The post-pandemic economy

2 mins read

The Cypriot economy is no stranger to economic downturns. Less than a decade ago, it faced an almost existential threat.

Two of its biggest banks went down. Money became so scarce it made business activities nearly impossible to pursue, at least for some time.

Expansion plans were shelved, and foreign investment disappeared altogether.

Construction came to a halt, and many companies in the sector simply disappeared.

Unemployment skyrocketed, businesses suffered from weakening demand and government revenue took a plunge.

The economy was placed on life support by the ‘troika’ of the European Union, the ECB, and the IMF. But it survived.

Though not all businesses had the same fortune, most managed to rebound, and some new ones emerged from the ashes.

Within three years, the Cypriot economy was a frontrunner enjoying growth rates of more than 4%. True, some of it came from the controversial citizenship-for-investment scheme, but many other sectors saw a strong comeback.

History offers plenty of cases of how economies and businesses emerge from severe economic downturns, wars, and uncertainty.

Last year’s pandemic offered a similar challenge.

Repeated lockdowns and numerous restrictions that came and went affected nearly every sector of the economy.

The hotel industry was the hardest hit—nearly a 90% drop in revenue last year alone.

With many fixed expenses running, loan payment freeze offered little but essential liquidity respite. However, their balance sheet grew but on the wrong side.

This year prospects don’t look as bleak.

Flights from abroad will start bringing tourists and much-needed cash.

The hotel industry has been a traditional seasonal employer in the economy, particularly for the newcomers in the job market.

At its peak, the hotel industry can’t find enough local recruits, so they bring legions of young people from EU member states to work over the summer, mostly as waiters.

During the pandemic, banks have not been so fortunate, either.

Non-performing loans are expected to jump as much as €5 bln this year, according to estimates by top bank officials.

Part of it might be reversed with the fortunes of the economy, but some of it will be here to stay, and banks will need to find ways to get rid of it together with what’s still left in their balance sheets from the previous disaster.

Overall, banks will do well this year, especially if they keep operating costs down and improve their meagre net interest income, the difference between the cost of the deposit and the revenue of interest income.

However, banks need to find other ways to supplement their income and cover the cost of the services they still provide to customers.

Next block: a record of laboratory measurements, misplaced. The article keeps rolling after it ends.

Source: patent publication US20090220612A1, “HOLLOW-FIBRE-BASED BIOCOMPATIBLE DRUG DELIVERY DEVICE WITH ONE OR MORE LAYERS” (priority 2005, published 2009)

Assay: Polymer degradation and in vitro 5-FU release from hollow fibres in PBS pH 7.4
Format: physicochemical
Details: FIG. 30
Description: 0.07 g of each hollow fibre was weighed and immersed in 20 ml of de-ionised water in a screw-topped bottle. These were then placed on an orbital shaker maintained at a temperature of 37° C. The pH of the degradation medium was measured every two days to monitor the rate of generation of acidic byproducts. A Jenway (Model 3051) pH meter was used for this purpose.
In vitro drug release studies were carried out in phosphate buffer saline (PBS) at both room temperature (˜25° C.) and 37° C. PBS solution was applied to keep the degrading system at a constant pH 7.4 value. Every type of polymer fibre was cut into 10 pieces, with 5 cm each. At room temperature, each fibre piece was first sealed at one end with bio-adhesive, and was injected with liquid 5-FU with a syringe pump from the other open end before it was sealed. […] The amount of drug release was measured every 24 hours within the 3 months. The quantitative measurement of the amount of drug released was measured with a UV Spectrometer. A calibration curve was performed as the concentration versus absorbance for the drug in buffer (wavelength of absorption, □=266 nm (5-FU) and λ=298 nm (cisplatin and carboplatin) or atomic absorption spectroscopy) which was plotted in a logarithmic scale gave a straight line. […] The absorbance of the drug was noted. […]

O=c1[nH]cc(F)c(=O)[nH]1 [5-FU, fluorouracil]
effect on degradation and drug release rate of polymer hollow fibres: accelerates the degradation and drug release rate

Although they still face a lot of resistance, it’s a matter of survival in the end.

Public finances

The economy took a plunge during the pandemic after repeated lockdowns.

State support programmes for businesses and low-income people only exacerbated the fiscal situation.

But other European countries did not fare much better.

Cyprus had a 5.7% deficit due to the pandemic, but what’s really worrying is the debt.

In 2020 public debt rose to 118.2% of GDP.

When the economy came under life support in 2013, the so-called Troika ensured that public debt did not exceed more than 100% relative to GDP, or it would not be sustainable.

Somehow the current debt level materialised before the pandemic.

Though necessary for political and other reasons, the abrupt end of the citizenship-for-investment programme did not help much.

Still, its impact is expected to be limited and perhaps not as material as some people suggest.

Consumer spending

This is the time for the government to step in with an expansionary fiscal policy to drive growth and state revenue. By providing incentives, for example, to businesses to invest in solar energy and more cost-efficient technology will help many more on the way.

Similarly, incentives for young couples to get affordable housing will help boost demand, not just for construction but also for everything connected to it.

Although such measures may temporarily raise debt, the expected growth will offset most of it, and tax revenues will receive a much-needed boost.

Despite the negative effects the pandemic had on the economy, history suggests that a rebound is imminent.

But it needs careful management to create the conditions that will reverse them.

Michael S. Olympios is an economist, business advisor, Editorial Consultant to the Financial Mirror

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